The associated drawings depict the layer structure (FIG. 1) according to the invention and the improvement in wear behavior (FIG. 2a) and friction behavior (FIG. 2b).
The invention is explained in detail with reference to the following exemplary embodiment.
A component 1 made of the alloy Ti6A14V with the dimensions 10×40×60 mm3 was provided on a flat side with a very wear-resistant and low friction layer structure.
For this, the component 1, polished and cleaned of fatty residues by a solvent, was positioned on the work table of a CNC machine. A special bell-shaped shielding Gas attachment, into which an N2/Ar mixture at atmospheric pressure adjusted in a gas mixing station at the ratio N2:Ar=60:40 or N2:Ar=70:30 was blown in, was placed above the component. The bell-shaped shielding attachment was designed such that it was freely movable in three coordinate directions, and after a 90-sec scavenging period, a residual oxygen content ≦3 ppm was guaranteed. The laser power was 5 kW; the beam had a diameter of 3.4 mm on the component; the feed rate was selected at 8 mm/s. The track spacing was 0.75 mm with a resultant track width of 4.5 mm . This yielded an overlap level of 83.3%. After reaching the oxygen partial pressure <5 ppm, the process of gas alloying was initiated by starting the CNC program and releasing the laser beam. The gas alloyed layer 2 thus produced was 1.2 mm deep, comprising titanium nitride needles, which were embedded in a titanium matrix.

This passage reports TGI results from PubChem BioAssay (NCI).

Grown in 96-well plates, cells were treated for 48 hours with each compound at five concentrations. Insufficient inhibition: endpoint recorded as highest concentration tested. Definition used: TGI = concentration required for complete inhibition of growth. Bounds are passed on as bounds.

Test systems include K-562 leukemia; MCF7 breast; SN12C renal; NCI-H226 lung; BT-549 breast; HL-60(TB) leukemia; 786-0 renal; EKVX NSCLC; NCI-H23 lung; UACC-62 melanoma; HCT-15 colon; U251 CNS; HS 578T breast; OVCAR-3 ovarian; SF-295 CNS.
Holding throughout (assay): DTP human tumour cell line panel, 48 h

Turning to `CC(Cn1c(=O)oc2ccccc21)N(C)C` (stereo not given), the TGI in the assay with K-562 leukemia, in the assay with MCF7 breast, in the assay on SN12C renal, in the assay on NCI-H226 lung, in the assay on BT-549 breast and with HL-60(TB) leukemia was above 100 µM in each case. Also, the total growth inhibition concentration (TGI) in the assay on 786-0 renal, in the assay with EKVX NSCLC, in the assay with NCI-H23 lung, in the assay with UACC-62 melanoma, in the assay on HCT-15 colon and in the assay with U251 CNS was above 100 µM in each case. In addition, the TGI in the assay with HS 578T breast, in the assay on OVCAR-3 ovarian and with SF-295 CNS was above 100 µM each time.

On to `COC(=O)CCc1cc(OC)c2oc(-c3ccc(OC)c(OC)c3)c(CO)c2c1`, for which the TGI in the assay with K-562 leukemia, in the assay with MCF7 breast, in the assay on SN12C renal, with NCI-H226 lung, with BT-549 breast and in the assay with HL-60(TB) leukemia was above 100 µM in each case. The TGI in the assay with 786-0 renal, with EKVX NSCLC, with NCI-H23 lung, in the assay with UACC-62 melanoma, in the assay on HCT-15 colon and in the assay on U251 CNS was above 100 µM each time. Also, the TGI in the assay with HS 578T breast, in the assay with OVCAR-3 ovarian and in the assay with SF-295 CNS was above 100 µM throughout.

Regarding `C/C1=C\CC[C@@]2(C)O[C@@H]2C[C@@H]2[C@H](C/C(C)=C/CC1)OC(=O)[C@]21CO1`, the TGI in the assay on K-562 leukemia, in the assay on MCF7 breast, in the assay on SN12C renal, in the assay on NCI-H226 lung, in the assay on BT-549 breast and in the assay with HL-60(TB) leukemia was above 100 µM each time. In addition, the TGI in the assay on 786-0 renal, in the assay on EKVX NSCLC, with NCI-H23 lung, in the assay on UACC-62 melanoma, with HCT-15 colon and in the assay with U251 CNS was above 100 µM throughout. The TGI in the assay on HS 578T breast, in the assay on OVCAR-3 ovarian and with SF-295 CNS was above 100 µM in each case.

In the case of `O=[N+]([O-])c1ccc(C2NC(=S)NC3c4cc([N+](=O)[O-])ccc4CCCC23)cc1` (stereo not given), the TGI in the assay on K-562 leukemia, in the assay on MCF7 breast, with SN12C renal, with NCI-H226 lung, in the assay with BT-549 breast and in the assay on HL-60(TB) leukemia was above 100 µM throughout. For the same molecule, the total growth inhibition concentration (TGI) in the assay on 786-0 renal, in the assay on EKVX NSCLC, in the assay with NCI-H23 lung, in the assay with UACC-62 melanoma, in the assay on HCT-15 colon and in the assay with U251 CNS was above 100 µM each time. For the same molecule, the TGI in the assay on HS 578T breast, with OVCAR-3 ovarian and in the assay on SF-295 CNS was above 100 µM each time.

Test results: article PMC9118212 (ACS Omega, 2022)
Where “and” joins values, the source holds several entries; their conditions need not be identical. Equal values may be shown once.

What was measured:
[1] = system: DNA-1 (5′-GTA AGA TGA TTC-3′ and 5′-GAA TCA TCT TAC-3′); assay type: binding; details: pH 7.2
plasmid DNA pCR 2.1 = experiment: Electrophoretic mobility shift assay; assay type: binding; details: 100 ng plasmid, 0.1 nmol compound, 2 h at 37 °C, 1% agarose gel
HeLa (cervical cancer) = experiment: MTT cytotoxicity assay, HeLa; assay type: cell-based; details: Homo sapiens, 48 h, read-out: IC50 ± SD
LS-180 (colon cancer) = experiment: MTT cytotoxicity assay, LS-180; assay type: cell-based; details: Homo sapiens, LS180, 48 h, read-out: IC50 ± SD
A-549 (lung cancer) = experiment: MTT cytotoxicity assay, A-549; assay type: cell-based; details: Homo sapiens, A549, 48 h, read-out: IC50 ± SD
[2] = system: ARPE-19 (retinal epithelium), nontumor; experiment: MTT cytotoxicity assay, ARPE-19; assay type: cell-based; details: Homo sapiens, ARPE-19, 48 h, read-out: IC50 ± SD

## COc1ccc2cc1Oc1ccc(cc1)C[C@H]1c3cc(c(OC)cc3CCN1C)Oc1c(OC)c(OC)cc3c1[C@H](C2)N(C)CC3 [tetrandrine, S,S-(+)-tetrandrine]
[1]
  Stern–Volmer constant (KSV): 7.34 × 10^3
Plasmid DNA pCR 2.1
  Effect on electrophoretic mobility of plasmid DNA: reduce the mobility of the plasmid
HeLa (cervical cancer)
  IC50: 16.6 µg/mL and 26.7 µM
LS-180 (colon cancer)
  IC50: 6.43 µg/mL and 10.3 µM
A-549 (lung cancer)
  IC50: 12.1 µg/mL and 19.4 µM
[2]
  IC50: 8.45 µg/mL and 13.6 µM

After cooling of the component, its surface was polished with a diamond grinding wheel with a grain size of 125 μm until a uniform surface with a roughness ≦0.62 μm was obtained. This is followed by grinding with SiC paper P800 to P1200, until a roughness ≦0.12 μm was obtained.
Then, the surface of the component was cleaned in a vacuum chamber by ion bombardment with argon ions. In the same chamber, there was an arrangement for performance of the laser controlled, pulsed vacuum arc process (laser arc process) to produce a hard amorphous carbon layer. The arrangement includes a pulsed vacuum arc, the target material connected as the cathode as well as a Q-switched Nd-YAG laser with a power density >5·108 W/cm2. The component was fastened in a substrate holder.